Clean Stove Burner

I am in the market for a magic cleaning fairy. Hmm…..actually I would like to find an invisible, magic cleaning fairy. A true fairy is thinner than I am and probably more beautiful. Not sure I want to see that every day! What do I want this magical creature to clean? I’m most interested in having her clean the really nasty stuff that happens all the time. For example, I was making some mashed potatoes the other day. I wasn’t paying enough attention and the  potatoes boiled over making a huge mess. I had a lot going that night and forgot to wipe the burner with a damp cloth to minimize the cleanup later. When I finally got to the burner the next afternoon, I found “petrified potato remains” waiting for me. Yuck! Obviously no fairy came to the rescue, but I did find this pin, “The No Scrub Way to Clean Your Stove Burner” from Vivienne at The V Spot. Hmm….possibly the next best thing to the non-existent invisible fairy that never shows up.

The Magic way to Clean Stove Burners

This is how I cleaned my burners. Place the burner in a ziploc bag, add a small amount of ammonia. Seal the bag and let it sit overnight. Now let me share with you that I have this disease called “more is better”. If a little works well, then I tend to feel that more is better. Not the case here. It is the fumes from the ammonia, not the ammonia its self that is cleaning your burner. Use too much ammonia and it won’t work. I know this because I tried it and it failed. I recommend sitting your burner in the garage or on the back porch so the fumes won’t bother anyone. Wake up the next morning, put on a pair of rubber gloves, turn your face AWAY from the bag to avoid the fumes, open the bag and remove your burner. Discard ammonia and ziploc bag. Most if not all of the “petrified gunk” on your burner should wipe off easily. Some cases may require minimal scrubbing. Now, I hate to admit this but……  EXTREME cases (me) when your burners have SEVERAL layers of “petrified gunk” you may have to repeat the process more than once. Which I did and BAM! Second time around removed everything and guess what? I have shiny burners, go figure!

So a whopping…...This Pin ROCKS!

UPDATE: Learn how to use this ammonia no scrub cleaning method on your OVEN and BBQ GRILL!

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  1. My burners so need this. Don’t feel bad, my burners have petrified gunk on them too. (hanging my head in shame. lol) so, you’re not alone.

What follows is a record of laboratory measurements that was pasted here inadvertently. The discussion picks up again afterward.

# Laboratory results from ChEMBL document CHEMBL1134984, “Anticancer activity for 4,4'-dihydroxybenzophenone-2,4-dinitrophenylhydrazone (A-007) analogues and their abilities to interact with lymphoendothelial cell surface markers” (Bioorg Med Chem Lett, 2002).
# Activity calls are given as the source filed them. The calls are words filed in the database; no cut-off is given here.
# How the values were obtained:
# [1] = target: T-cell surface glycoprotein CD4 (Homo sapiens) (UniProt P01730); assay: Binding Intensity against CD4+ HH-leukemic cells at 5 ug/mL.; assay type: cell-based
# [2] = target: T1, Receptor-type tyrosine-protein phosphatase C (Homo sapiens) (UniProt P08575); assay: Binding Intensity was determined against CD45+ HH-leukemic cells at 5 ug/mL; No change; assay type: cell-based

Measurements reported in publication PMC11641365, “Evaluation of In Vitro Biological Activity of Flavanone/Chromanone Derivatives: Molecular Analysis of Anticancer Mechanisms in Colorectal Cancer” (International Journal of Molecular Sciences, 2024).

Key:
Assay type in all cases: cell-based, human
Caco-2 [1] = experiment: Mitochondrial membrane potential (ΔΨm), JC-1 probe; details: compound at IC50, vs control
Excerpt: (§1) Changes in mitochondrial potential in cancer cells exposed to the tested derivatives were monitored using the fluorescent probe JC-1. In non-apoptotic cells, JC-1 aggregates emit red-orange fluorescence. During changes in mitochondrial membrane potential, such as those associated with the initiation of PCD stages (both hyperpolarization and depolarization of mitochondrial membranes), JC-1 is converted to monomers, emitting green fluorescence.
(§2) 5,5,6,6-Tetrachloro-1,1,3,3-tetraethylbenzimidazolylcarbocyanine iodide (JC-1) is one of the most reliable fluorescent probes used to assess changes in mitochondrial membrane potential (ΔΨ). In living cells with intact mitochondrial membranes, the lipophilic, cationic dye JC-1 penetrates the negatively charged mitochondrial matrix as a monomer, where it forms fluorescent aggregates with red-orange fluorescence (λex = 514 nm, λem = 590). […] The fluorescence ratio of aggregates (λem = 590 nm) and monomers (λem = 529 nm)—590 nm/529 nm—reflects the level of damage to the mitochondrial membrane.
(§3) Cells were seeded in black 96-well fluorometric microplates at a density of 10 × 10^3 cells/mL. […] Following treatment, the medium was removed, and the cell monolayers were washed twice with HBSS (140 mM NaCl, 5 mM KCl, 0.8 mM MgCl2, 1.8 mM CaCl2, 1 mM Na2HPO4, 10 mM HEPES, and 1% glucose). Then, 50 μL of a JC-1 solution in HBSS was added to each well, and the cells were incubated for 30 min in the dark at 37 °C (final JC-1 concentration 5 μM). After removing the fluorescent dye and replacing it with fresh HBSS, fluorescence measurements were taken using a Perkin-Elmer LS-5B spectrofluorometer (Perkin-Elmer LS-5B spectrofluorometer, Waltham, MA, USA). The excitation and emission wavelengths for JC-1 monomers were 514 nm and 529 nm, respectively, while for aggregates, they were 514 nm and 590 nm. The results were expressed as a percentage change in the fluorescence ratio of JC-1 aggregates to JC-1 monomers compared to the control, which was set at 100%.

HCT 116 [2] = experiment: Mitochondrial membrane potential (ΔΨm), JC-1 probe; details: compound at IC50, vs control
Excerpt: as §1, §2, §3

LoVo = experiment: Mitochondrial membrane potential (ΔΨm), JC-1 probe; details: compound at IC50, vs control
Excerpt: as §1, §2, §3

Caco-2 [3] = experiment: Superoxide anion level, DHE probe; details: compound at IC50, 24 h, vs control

• Glad to have another member in the “petrified gunk” club! So glad you stopped by :)

      • Hi Tracy, are your grates ceramic or cast iron? We have cast iron and I want to be sure it’s safe to use ammonia on them b/c we are renting. Thanks!

      • Trish Perry says:

        Hi Tracey, just a quick question, How much ammonia did you put in the bag. My burners are quite large (rectangle) and could you use this method on the jets. Thanks Trish

        • Hey Trish!

          I used 1/4 cup ammonia per 1 round stove burner, try 1/2 cup for per 1 large rectangle burners. I’m not sure what you mean by “the jets”, can you explain? Hope you have a wonderful holiday season, Tracy

      • I saw a post that you do the same thing with oven grates, put on heavy trash bag, put in the ammonia and tie down top. They put theirs out in the sun all day and washed them that evening but said you could also just leave them over night if day time is not convenient.

        • Hi Barb!

          I did a post: “Magic Way to Clean your BBQ Grills” using the ammonia and trash bag method, works like a charm every time! Thanks for following us and leaving your comment. Tracy

  2. Thanks for sharing! Looks like it worked beautifully 😉

  3. It really does work great. I was surprised because it is so easy.

  4. Cheryl C says:

    Thank you so much for this solution. I tried this the other day and it works great. So easy and pain free!

  5. I did this during the weekend and Oh My Goodness!!! It works fantastic and sadly we had forgotten that our burners were actually gray not black! Excellent – thank you!!

  6. Is it safe to dispose of the amonia in the regular trash or because it is toxic when mixed with other substances does it have to be disposed of in another way? Thanks!

    • Kathy,

      The best way to dispose ammonia is to dilute it with a large amount of water. I filled my zip loc back full of water, shook it gently to mix the water and ammonia and then poured it down my kitchen sink. I had the facet run while I emptied out the bag of water and ammonia just to be safe! Tracy (the middle child)